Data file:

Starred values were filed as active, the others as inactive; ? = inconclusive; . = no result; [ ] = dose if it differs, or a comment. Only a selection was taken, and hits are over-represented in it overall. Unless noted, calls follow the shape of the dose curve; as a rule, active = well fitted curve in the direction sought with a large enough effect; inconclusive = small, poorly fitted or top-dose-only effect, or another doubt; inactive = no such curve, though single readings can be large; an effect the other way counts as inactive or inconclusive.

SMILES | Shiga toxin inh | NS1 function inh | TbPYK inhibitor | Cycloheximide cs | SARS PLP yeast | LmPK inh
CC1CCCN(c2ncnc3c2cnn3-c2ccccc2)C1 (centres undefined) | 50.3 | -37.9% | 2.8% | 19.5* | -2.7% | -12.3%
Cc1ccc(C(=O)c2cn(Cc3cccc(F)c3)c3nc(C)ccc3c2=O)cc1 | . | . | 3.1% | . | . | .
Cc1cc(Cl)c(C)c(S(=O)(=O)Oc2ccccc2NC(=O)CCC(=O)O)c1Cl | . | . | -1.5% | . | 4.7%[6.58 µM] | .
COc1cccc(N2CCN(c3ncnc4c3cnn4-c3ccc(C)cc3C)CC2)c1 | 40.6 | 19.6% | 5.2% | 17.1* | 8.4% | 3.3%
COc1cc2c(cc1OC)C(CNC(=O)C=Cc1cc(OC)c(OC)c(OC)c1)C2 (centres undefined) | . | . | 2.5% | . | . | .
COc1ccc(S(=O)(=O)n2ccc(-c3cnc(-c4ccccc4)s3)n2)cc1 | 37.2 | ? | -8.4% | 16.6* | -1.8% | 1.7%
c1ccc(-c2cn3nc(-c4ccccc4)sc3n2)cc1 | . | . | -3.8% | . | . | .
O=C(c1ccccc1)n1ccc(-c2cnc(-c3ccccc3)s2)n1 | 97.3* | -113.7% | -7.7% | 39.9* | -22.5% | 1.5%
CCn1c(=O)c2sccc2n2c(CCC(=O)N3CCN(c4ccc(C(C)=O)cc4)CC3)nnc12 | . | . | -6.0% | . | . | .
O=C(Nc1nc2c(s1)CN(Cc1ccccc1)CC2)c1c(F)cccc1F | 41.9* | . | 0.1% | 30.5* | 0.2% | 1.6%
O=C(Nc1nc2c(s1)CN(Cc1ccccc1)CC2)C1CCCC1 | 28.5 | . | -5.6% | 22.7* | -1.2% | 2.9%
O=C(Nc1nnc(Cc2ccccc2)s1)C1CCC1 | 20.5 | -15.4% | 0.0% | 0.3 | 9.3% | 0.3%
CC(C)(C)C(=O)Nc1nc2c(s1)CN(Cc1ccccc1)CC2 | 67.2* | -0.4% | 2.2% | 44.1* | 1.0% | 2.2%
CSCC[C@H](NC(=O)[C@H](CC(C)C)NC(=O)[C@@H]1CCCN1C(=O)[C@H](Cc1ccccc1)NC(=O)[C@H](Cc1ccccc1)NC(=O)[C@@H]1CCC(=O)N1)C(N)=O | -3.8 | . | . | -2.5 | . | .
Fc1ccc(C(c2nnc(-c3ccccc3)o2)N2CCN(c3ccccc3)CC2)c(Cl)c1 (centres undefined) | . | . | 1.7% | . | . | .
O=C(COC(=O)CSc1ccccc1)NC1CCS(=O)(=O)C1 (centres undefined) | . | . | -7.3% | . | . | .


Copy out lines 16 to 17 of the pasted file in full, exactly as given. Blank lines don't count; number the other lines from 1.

CSCC[C@H](NC(=O)[C@H](CC(C)C)NC(=O)[C@@H]1CCCN1C(=O)[C@H](Cc1ccccc1)NC(=O)[C@H](Cc1ccccc1)NC(=O)[C@@H]1CCC(=O)N1)C(N)=O | -3.8 | . | . | -2.5 | . | .
Fc1ccc(C(c2nnc(-c3ccccc3)o2)N2CCN(c3ccccc3)CC2)c(Cl)c1 (centres undefined) | . | . | 1.7% | . | . | .